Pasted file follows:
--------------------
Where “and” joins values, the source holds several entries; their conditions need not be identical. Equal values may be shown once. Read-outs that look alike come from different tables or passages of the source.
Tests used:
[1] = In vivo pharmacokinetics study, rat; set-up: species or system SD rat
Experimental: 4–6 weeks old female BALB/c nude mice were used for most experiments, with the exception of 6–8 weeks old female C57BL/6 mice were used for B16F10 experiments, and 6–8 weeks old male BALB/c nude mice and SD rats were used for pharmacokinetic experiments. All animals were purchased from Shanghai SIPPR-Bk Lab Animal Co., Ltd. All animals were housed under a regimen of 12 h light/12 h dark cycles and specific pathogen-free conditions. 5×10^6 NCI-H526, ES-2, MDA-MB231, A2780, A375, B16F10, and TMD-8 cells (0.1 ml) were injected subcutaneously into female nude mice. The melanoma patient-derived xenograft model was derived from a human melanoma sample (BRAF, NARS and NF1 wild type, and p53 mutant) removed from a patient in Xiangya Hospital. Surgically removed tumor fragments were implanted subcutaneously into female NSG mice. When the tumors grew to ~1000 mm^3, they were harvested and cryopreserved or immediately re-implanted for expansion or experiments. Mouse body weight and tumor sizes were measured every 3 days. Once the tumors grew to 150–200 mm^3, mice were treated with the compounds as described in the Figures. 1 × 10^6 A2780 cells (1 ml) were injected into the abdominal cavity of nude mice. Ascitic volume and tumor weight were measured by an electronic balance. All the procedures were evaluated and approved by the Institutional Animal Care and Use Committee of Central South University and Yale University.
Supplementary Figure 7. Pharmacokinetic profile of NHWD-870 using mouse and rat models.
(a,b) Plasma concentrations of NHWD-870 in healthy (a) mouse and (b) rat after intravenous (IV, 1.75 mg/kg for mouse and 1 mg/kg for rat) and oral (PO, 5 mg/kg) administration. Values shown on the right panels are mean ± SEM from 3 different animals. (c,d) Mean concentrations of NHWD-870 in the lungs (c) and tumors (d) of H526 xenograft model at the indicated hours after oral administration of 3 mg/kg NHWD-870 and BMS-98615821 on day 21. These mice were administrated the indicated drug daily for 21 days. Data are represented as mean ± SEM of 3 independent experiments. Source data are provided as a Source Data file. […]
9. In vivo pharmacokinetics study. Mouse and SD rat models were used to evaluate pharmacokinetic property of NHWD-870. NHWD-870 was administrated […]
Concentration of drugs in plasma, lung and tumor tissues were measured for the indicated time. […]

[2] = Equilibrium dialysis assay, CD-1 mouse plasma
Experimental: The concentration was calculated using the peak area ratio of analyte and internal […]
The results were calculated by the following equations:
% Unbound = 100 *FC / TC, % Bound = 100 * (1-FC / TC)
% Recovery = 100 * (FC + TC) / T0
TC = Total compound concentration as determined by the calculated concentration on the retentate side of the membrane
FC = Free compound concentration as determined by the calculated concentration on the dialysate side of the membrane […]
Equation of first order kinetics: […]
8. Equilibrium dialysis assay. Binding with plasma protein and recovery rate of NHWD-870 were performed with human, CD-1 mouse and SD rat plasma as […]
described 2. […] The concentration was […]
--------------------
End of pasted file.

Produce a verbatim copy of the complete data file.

Where “and” joins values, the source holds several entries; their conditions need not be identical. Equal values may be shown once. Read-outs that look alike come from different tables or passages of the source.
Tests used:
[1] = In vivo pharmacokinetics study, rat; set-up: species or system SD rat
Experimental: 4–6 weeks old female BALB/c nude mice were used for most experiments, with the exception of 6–8 weeks old female C57BL/6 mice were used for B16F10 experiments, and 6–8 weeks old male BALB/c nude mice and SD rats were used for pharmacokinetic experiments. All animals were purchased from Shanghai SIPPR-Bk Lab Animal Co., Ltd. All animals were housed under a regimen of 12 h light/12 h dark cycles and specific pathogen-free conditions. 5×10^6 NCI-H526, ES-2, MDA-MB231, A2780, A375, B16F10, and TMD-8 cells (0.1 ml) were injected subcutaneously into female nude mice. The melanoma patient-derived xenograft model was derived from a human melanoma sample (BRAF, NARS and NF1 wild type, and p53 mutant) removed from a patient in Xiangya Hospital. Surgically removed tumor fragments were implanted subcutaneously into female NSG mice. When the tumors grew to ~1000 mm^3, they were harvested and cryopreserved or immediately re-implanted for expansion or experiments. Mouse body weight and tumor sizes were measured every 3 days. Once the tumors grew to 150–200 mm^3, mice were treated with the compounds as described in the Figures. 1 × 10^6 A2780 cells (1 ml) were injected into the abdominal cavity of nude mice. Ascitic volume and tumor weight were measured by an electronic balance. All the procedures were evaluated and approved by the Institutional Animal Care and Use Committee of Central South University and Yale University.
Supplementary Figure 7. Pharmacokinetic profile of NHWD-870 using mouse and rat models.
(a,b) Plasma concentrations of NHWD-870 in healthy (a) mouse and (b) rat after intravenous (IV, 1.75 mg/kg for mouse and 1 mg/kg for rat) and oral (PO, 5 mg/kg) administration. Values shown on the right panels are mean ± SEM from 3 different animals. (c,d) Mean concentrations of NHWD-870 in the lungs (c) and tumors (d) of H526 xenograft model at the indicated hours after oral administration of 3 mg/kg NHWD-870 and BMS-98615821 on day 21. These mice were administrated the indicated drug daily for 21 days. Data are represented as mean ± SEM of 3 independent experiments. Source data are provided as a Source Data file. […]
9. In vivo pharmacokinetics study. Mouse and SD rat models were used to evaluate pharmacokinetic property of NHWD-870. NHWD-870 was administrated […]
Concentration of drugs in plasma, lung and tumor tissues were measured for the indicated time. […]

[2] = Equilibrium dialysis assay, CD-1 mouse plasma
Experimental: The concentration was calculated using the peak area ratio of analyte and internal […]
The results were calculated by the following equations:
% Unbound = 100 *FC / TC, % Bound = 100 * (1-FC / TC)
% Recovery = 100 * (FC + TC) / T0
TC = Total compound concentration as determined by the calculated concentration on the retentate side of the membrane
FC = Free compound concentration as determined by the calculated concentration on the dialysate side of the membrane […]
Equation of first order kinetics: […]
8. Equilibrium dialysis assay. Binding with plasma protein and recovery rate of NHWD-870 were performed with human, CD-1 mouse and SD rat plasma as […]
described 2. […] The concentration was […]